October 19 is World Day to Fight Breast Cancer, but the whole month of October is tinted pink to raise awareness, make visible and raise awareness about breast cancer, which affects 1 in 8 women, and in Argentina, it is the main cause of cancer death in them. The objective of the day is to create awareness and promote the performance of annual controls in order to arrive at early diagnosis and be able to access timely treatment, thus reducing mortality. This very particular year, and despite the context of a pandemic, we cannot fail to carry out the corresponding controls, taking the necessary precautions.
The Argentine Society of Mastology recommends an annual mammogram from the age of 40 For all asymptomatic women, with normal clinical studies and no history of the disease and those women with a history of breast cancer in 1st-degree relatives (mother, sister), it is recommended to start mammography 10 years before the detection age cancer of the closest relative. It is important from the age of 20 to include a routine breast self-exam as well.
Lactation and breast cancer
When we talk about breastfeeding, we quickly think about the multiple benefits that it has in the babies who receive it and we forget about the benefits of the big one it has for the mother, the family, and the planet. Among the multiple benefits involved in maternal health, it is to be a protective factor against the development of breast cancer.
Some studies suggest that the relative risk of developing breast cancer decreased by 7.0% for each birth, to which is added another decrease of 4.3% for every 12 months of breastfeeding, and other authors express that breastfeeding between 6-24 months during a woman’s reproductive life can reduce the risk of breast cancer by 11-25%.
The breast is an organ whose function is to produce milk to feed a baby, putting it into operation makes the epithelial cells not easily differentiate into malignant cells, this together with the decrease in estrogens due to the cancellation of ovulation act as factors of protection. For this reason, the age of first pregnancy, the number of children, and the length of time of breastfeeding are considered protective factors, along with a diet based on real foods and physical exercise.
The protective role of the symbiotic and healthy microbiota (community of microorganisms that live in our intestines and have multiple beneficial functions for our health) begins in the best way with “the first food” that babies receive, “mother’s milk”, and it must continue throughout our lives with a diet rich in fiber, probiotics and real foods that nature gives us. In contrast, ultra-processed and low-fiber diets, on the contrary, lead to a path of dysbiosis and pro-inflammatory ground predisposing to cancer.
According to the latest UNICEF report published in 2018 on breastfeeding, it highlights that “breastfeeding protects women from possible bleeding and postpartum depression, ovarian and breast cancer, heart attack and type 2 diabetes” while highlighting that “it is shown that improving the numbers of breastfeeding in the world could prevent about 20,000 maternal deaths from breast cancer per year””.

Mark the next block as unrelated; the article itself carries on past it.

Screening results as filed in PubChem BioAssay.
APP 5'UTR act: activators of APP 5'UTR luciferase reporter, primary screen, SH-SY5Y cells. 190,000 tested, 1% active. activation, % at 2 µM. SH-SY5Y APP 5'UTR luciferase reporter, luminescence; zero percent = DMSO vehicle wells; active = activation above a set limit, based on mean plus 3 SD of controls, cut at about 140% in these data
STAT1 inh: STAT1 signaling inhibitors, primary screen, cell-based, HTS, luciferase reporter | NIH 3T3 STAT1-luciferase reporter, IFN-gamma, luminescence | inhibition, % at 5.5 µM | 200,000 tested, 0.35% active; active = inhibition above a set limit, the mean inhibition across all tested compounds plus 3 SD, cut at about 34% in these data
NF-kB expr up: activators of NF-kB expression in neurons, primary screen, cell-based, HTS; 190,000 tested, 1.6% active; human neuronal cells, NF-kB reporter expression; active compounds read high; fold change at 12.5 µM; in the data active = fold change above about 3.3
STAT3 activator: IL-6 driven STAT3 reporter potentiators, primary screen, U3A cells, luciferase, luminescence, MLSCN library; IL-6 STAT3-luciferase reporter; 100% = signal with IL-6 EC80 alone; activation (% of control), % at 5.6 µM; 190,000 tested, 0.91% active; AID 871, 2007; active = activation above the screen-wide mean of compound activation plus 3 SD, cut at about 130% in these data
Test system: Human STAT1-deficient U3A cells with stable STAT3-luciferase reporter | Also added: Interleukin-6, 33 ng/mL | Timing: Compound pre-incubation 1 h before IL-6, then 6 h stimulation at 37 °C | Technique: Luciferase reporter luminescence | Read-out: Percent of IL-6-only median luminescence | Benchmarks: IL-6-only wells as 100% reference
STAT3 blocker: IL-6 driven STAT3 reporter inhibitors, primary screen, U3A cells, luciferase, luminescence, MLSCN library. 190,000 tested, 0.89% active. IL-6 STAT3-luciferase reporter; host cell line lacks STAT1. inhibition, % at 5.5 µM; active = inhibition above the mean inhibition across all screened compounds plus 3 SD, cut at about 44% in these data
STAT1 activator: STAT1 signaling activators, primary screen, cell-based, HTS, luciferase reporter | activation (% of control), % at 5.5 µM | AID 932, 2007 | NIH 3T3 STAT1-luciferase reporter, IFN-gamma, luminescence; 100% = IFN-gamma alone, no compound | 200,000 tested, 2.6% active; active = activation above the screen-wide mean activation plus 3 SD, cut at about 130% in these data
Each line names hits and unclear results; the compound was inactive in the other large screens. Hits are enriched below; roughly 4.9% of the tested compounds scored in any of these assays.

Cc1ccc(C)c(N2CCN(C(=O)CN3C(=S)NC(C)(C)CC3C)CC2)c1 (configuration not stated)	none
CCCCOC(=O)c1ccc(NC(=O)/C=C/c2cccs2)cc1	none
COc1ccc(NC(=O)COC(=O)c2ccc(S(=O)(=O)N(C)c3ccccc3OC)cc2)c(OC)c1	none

So if the benefits are so clear … why do we continue to have such low lactation rates? At this point, we find all those factors that hinder it: mothers do not have professional, family, or social support and public policies that do not protect the rights of mothers and their children. We keep hearing phrases such as “your milk does not fill it”, “we are going to add formula because it is hungry” or “remove the breast that no longer feeds it”, which undermine the mother’s confidence in her body and in the power they have to benefit her health and that of your child.
We also see the rights of mothers being violated, who after 3 months have to return to their jobs and they do not have an appropriate place to express milk, making it impossible to continue enjoying the benefits that breastfeeding gives mothers and children.
I also want to highlight as a pillar the childcare providers, whose professional role is fundamental, for the support, support, and continuation of the desired lactations. Mothers find in them all the love, support, and knowledge that are sorely needed to overcome many of these obstacles. Interdisciplinary work with them is one of the keys to maternal and child health that we must protect.
When we talk about breastfeeding and breast cancer prevention, we cannot fail to mention that “breastfeeding does NOT contraindicate the performance of breast studies such as mammography and/or breast ultrasound” as routine methods of control and prevention of this disease. As it is not necessary to wean to be able to carry them out, the call is not to postpone breastfeeding controls, but to look for professionals who respect and support their decisions and know how to interpret the results of said studies during breastfeeding.
This month we have to make visible and raise awareness about breast cancer, the fundamental importance of controls, and the annual performance of mammography as a method of early diagnosis, but I would also like to invite you to reflect on the role that breastfeeding plays as a protective factor, inviting each and everyone to promote, support and sustain breastfeeding as a commitment to present and future maternal and child health since if we add all the benefits it has in this population we can reaffirm that “breastfeeding saves more lives than any other preventive health intervention ”.